‘Morning After’ Antibiotics Could Slash Odds for Common STDs
By Amy Norton
THURSDAY, April 6, 2023 (HealthDay News) — A “morning after” dose of a common antibiotic can greatly lower the chances of sexually transmitted bacterial infections in high-risk people, a new clinical trial has found.
Researchers discovered that taking the antibiotic doxycycline within 72 hours of unprotected sex slashed the risk of gonorrhea, chlamydia and syphilis by two-thirds among gay and bisexual men and transgender women who either had HIV or were taking medication to help prevent HIV.
The benefits at the one-year mark were considered so convincing that the trial was stopped early.
Experts said the findings, published April 6 in the New England Journal of Medicine, showed that the approach to prevention is “highly effective.”
And that’s needed at a time when sexually transmitted infections (STIs) are rising at a “scary” rate, said Dr. Colleen Kelley, an infectious disease specialist at Emory University in Atlanta, who was not involved in the trial.
For the past decade, the United States has seen a worrying comeback in bacterial STIs that had previously been on the decline. The trend continued in 2020, a year marked by pandemic restrictions: 2.4 million Americans contracted chlamydia, gonorrhea or syphilis, according to the U.S. Centers for Disease Control and Prevention.
And while that pattern cuts across demographics, men who have sex with other men have been disproportionately affected.
The new trial focused on certain groups who are at particularly high risk of bacterial STIs: Gay and bisexual men, as well as transgender women, who either had HIV or were taking HIV PrEP (prescription medication that helps prevent HIV) and had been diagnosed with a bacterial STI in the past year.
The researchers randomly assigned 500 participants to one of two groups: About two-thirds were given doxycycline and told to take a 200 milligram dose within 72 hours of unprotected sex; the rest stayed with their usual health care. All had STI testing done every three months.
Over one year, participants using doxycycline were two-thirds less likely to be diagnosed with a bacterial STI. In that group, the incidence of STIs every three months was around 11% — versus over 30% in the comparison group.
Preventive doxycycline was most effective against chlamydia and syphilis — cutting the risks of those infections by close to 90% in HIV-negative people, and by well over 70% in those with HIV. The efficacy against gonorrhea was less, but those infections were still cut by 55%.
“It’s exciting to have another tool in the toolkit to prevent these infections,” said lead researcher Dr. Annie Luetkemeyer, a professor of medicine at the University of California, San Francisco.
“We’ve tried relying on condom use,” she said. “But business as usual is not working.”
That said, Luetkemeyer stressed that any STI preventive measure should be seen not as a magic bullet, but as “part of a package” — which may include condom use, frequent STI screening and vaccination against hepatitis B, for instance.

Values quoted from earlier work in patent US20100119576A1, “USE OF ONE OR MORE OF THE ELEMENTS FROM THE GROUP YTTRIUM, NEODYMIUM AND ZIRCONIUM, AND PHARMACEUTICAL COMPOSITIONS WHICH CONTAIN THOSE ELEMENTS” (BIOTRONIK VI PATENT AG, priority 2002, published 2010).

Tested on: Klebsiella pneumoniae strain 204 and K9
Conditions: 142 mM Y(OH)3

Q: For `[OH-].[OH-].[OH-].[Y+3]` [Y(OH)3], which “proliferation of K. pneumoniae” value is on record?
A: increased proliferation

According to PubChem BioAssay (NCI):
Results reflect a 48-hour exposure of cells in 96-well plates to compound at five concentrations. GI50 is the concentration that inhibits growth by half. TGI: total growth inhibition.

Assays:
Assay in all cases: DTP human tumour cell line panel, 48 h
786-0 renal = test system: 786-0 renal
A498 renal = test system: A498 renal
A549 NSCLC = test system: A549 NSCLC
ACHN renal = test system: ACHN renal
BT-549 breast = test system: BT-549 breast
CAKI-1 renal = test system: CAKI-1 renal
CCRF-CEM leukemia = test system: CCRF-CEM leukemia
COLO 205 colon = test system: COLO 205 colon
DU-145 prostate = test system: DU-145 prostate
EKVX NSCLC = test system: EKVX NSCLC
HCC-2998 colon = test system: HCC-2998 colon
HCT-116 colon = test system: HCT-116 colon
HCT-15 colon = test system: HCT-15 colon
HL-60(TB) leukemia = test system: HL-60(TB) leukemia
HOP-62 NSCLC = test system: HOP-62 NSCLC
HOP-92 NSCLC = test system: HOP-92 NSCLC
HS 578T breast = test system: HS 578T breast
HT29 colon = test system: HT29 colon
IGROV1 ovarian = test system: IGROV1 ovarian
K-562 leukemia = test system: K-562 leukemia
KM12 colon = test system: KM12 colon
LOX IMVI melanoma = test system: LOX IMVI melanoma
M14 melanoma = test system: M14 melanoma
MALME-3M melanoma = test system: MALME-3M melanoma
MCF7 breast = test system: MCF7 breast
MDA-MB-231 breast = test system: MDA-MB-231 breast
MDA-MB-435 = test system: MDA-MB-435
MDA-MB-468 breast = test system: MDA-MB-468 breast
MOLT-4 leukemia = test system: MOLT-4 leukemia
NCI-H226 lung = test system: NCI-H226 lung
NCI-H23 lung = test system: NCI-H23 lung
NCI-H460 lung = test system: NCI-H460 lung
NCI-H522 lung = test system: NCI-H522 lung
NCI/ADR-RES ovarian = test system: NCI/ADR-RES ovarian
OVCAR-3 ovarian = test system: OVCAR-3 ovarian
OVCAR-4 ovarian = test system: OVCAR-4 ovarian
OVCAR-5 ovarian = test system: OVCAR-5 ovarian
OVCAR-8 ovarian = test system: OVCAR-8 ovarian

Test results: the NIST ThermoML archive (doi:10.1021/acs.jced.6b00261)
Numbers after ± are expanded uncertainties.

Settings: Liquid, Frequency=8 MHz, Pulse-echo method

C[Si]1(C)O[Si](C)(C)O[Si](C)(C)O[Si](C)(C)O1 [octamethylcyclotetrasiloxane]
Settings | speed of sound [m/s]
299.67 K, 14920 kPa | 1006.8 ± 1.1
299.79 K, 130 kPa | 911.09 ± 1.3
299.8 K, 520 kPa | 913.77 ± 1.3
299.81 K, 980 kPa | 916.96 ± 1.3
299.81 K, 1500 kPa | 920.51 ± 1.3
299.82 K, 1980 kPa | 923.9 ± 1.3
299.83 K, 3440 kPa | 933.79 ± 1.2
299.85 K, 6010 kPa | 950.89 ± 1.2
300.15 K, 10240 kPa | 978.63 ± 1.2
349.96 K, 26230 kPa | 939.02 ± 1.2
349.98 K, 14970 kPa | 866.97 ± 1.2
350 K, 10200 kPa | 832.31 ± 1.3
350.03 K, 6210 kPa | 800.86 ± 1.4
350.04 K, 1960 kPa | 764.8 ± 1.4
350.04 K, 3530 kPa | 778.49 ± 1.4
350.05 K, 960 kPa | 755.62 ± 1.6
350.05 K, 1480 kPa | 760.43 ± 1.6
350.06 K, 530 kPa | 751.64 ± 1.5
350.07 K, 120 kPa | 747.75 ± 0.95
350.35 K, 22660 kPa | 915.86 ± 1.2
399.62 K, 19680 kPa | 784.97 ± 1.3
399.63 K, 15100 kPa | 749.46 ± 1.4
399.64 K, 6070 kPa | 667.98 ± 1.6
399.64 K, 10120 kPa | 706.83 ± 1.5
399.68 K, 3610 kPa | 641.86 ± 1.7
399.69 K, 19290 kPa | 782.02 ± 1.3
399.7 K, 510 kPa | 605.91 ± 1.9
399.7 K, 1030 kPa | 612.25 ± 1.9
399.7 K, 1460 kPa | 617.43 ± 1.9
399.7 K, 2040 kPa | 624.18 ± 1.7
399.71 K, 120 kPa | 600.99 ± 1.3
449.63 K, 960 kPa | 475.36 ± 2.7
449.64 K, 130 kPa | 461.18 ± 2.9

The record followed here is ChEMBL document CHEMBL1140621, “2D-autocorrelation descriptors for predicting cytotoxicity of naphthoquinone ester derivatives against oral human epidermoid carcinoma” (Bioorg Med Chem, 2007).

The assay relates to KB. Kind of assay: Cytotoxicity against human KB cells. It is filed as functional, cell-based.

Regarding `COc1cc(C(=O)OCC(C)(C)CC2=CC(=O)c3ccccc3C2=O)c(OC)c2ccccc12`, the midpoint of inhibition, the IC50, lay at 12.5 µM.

Luetkemeyer underscored another point: The trial involved specific groups at high risk of bacterial STIs, and no one is saying that everyone should take doxycycline after having unprotected sex.
One concern is that wider use of the antibiotic could increase bacterial resistance to doxycycline and other antibiotics in its class.
But there has never been any documented resistance of syphilis or chlamydia to doxycycline, said Kelley, who is also vice chair of the HIV Medicine Association’s board.
Some gonorrhea strains, however, are resistant to the antibiotic. And Kelley said it’s possible that with time, morning-after doxycycline will become less effective in preventing gonorrhea.
On the positive side, both doctors said, doxycycline is not used to treat gonorrhea, so any increased resistance to the antibiotic should not hinder treatment of the STI.
Another question is how will regular antibiotic use affect a person’s own microbiome (the collection of bacteria that naturally dwell in the body). That will require more research, Luetkemeyer said.
But again, both doctors said, it’s a matter of “balance.” For people at such high risk of bacterial STIs — who would often be using antibiotics to treat them anyway — the benefits of preventive doxycycline could well outweigh the theoretical risk of altering the microbiome in a way that’s harmful, Kelley noted.
At the moment, doxycycline is not routinely prescribed for STI prevention in high-risk individuals, Kelley said — though some city health departments (like San Francisco) and providers have embraced it.
The U.S. Centers for Disease Control and Prevention, she noted, is expected to soon release some guidance on the subject.
Luetkemeyer cautioned people against using doxycycline on their own by buying it online or using a friend’s prescription.
“It’s always advisable to talk to a doctor and make sure this is right for you,” she said.
And for now, at least, Luetkemeyer said she would not recommend that cisgender women use doxycycline for STI prevention, even if they are at high risk.
This trial did not study cisgender (biological) women, but a recent trial in Kenya did and found that for young women using HIV PrEP, morning-after doxycycline did not cut the risk of bacterial STIs.
The reasons, Luetkemeyer said, are unknown at this point.
The U.S. Centers for Disease Control and Prevention has more on STD prevention.
SOURCES: Annie Luetkemeyer, MD, professor, medicine, University of California, San Francisco; Colleen Kelley, MD, MPH, associate professor, medicine, Emory University School of Medicine, Atlanta, vice-chair, board of directors, HIV Medicine Association, Arlington, Va.; New England Journal of Medicine, April 6, 2023